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ughhh can you share some of that advice with me?? I want/need someone to tell me what to do!. I’m moving to denver (!) in novmeber (!!) and i’ve been dying to buy a house. i’ve looked at what i can get for renting out there and its usually a 600sqft nothing for $1800/month. I know i’ve been spoiled in cleveland, but holy sticker shock. then i look at the home buying option and it just seems to make so much more sense. logic tells me to live there for a year to get my bearings/see if the job is a good fit and THEN buy a house if i still want but :( i’m SO SICK of moving id rather just get somewhere and stay there


DENVER??!! That is NOT what we discussed. ;) (On the plus-side, my mother lives in Parker, so maybe you and I will get another visit next time I get out there!)

Listen. There’s really no “wrong” choice here. All you can do is make the decision that makes the most sense to you, knowing what you know right now. (You’re not allowed to get mad at yourself later for things you didn’t know at the time you made a decision. Deal? Deal.) With the internet today, you can learn SO much about a neighborhood without ever actually stepping foot in it. Forums (I found City-Data particularly helpful) and street view on Google Maps are two wonderful tools to get started. If your heart is telling you to buy and you can find a good deal, I say go for it!! I completely understand not wanting to move again. But if you’re kind of fickle and think you might change your mind easily, you might want to consider renting — even just short term — until you get your bearings. Is it an option to put your things in storage and live in a short-term furnished apartment for 3-6 months? Would be a pain in the ass, but might be a solution to get the best of both worlds.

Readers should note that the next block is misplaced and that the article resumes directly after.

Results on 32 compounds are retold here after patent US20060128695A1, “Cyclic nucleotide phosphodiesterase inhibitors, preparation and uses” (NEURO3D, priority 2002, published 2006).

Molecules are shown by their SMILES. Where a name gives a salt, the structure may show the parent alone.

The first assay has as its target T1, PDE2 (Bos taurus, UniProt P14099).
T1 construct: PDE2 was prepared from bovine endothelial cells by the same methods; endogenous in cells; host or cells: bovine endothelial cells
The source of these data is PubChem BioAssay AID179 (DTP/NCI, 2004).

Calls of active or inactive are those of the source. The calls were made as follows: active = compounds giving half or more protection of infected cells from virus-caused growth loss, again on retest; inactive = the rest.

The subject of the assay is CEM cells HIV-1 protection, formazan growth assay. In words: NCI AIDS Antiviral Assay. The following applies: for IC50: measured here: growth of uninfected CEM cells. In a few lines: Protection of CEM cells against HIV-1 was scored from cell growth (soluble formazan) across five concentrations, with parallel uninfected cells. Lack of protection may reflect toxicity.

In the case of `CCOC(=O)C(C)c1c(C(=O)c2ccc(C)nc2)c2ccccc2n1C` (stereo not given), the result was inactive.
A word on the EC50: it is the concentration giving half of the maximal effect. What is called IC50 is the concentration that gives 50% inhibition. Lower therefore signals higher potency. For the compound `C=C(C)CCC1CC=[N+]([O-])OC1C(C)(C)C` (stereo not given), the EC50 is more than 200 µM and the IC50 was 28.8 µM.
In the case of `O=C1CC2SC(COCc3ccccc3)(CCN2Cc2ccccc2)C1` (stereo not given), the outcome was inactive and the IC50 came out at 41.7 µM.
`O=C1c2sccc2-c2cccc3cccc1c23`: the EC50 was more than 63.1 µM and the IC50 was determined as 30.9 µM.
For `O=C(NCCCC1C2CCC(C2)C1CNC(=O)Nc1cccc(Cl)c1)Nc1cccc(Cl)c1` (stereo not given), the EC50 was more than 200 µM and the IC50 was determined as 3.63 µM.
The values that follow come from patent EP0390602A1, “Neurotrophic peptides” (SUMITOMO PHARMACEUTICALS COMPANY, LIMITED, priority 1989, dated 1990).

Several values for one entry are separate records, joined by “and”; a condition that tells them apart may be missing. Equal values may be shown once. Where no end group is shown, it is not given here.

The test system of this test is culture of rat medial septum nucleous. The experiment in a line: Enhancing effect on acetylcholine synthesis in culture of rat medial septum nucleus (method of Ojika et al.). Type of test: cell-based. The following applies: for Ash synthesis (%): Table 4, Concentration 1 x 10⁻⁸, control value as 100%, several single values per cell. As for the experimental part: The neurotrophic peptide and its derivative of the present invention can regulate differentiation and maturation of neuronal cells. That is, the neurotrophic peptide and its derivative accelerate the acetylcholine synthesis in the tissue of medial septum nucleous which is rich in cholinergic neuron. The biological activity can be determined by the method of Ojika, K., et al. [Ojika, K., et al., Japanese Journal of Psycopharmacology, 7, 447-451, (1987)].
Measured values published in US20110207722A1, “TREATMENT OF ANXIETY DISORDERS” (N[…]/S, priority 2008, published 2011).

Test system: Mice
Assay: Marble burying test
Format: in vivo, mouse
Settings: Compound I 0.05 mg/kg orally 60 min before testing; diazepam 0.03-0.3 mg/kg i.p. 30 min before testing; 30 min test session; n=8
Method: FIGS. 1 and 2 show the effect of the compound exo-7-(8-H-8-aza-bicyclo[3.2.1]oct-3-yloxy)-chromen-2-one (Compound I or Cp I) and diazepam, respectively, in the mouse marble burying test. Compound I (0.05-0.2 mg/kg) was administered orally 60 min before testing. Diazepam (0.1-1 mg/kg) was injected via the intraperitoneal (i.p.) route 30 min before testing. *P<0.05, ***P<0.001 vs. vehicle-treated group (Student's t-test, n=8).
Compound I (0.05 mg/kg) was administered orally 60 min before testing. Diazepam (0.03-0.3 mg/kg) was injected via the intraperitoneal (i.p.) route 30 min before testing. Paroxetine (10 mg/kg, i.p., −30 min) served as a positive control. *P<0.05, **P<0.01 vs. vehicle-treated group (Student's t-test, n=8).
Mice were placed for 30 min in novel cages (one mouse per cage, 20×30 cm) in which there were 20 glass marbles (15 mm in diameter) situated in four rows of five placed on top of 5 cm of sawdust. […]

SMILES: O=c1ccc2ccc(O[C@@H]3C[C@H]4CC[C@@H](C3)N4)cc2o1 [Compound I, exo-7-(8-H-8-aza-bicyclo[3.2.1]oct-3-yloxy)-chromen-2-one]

I hope a congratulations is in order on the move!!


ah! i know i’m sort of going the complete opposite way, geographically! i never expected to get the offer out there but i just applied on a whim, and what do you know, i got the job! i’m excited/nervous/sorta sad to leave Cleveland but i’m hoping its just a fun adventure and if i hate it, i can apply like crazy to get back here. i mean how many people are dying to move to Cleveland? haha! my new agency is paying for relocation so i think they would pay for temporary storage, not really sure of the specifics yet, the travel folks haven’t contacted me. all i know is i have the job and sometime between now and november 17, i will be moving gahhhhhhh. totally solid advice though! i will check out city-data, i had never heard of it!


That is so great! And super exciting!! I’m envious, simply because I love moving. (I know — I’m weird.) Not the actual hassle of moving, but the idea of getting to know a new place. Denver is a way cool city, but go in knowing it always takes time for a place to start to feel like home. You’ll probably feel a little land-locked for a bit, and pack PLENTY of lotion (it’s very dry out there), but there are so many fantastic things within a day’s drive when you want to get out of the city. (And don’t forget the free Coors brewery tour in Golden, CO!) I still think Cleveland is on the brink — either of becoming “up-and-coming,” or heading south. I hope it’s the former, because it’s a neat town. Congratulations on the job and good luck with the move!! Keep me posted on what you end up doing.